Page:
It seems like high gas prices are finally having an affect on the US. For a while, people got by on the hope that prices were just in a spike, but with oil prices soaring above even the most cynical forecasts, it looks like expensive gas, and changed driving habits, are here to stay.
The Federal Highway Administration (FHWA) just released their March, 2008 numbers, and they show a huge decline of 4.3% over last March. 4.3% might not seem like a whole lot, but just by looking at the above graph, you can see that any drop would be in huge contrast to the trend over the last 25 years.
2008 marks the first time since 1979 that there has been a drop in miles travelled in over the month of March. This drop corresponds to 11 billion less miles traveled, according to FHWA. Over the first quarter of 2008, greenhouse gas emissions from the transportation sector have also dropped 9 million metric tons compared to past years, something that no amount of political posturing has yet to accomplish.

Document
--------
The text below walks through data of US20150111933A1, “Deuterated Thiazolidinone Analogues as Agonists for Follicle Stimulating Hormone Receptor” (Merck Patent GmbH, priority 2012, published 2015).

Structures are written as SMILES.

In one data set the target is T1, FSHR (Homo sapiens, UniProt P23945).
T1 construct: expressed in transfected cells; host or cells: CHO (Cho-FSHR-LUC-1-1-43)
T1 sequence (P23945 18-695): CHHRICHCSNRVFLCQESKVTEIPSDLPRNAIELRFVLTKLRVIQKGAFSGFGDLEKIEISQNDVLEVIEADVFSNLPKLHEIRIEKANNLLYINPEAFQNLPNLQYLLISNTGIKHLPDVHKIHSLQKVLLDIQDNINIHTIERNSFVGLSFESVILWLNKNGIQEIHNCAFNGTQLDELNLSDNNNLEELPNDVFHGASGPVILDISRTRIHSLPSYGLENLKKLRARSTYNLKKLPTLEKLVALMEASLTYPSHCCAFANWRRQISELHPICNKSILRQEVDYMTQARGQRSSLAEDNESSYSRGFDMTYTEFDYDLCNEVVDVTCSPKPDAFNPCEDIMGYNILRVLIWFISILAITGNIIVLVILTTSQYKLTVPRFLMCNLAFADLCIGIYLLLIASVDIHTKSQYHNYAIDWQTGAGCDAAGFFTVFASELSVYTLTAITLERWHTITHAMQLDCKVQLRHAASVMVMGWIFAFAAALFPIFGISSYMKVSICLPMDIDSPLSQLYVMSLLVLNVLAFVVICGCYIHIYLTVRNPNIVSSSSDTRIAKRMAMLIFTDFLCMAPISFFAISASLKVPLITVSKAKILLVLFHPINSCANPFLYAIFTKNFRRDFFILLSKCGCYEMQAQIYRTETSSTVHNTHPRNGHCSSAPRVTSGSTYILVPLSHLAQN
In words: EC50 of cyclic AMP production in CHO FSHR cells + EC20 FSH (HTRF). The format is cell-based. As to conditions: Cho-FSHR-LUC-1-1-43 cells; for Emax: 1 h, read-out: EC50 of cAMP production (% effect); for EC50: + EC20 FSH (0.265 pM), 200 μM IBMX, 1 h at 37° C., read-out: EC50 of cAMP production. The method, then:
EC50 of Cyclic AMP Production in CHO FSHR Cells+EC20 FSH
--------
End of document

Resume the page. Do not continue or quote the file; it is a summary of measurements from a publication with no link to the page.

As we come up on the most heavily travelled summer months and a national average price for unleaded gasoline about to pass the magic $4.00 mark, it will be interesting to see if this trend continues. When more data comes out, we’ll be sure to cover it. In the meantime, you can check out these breakdowns of miles travelled in both city and rural areas over the last 3 years: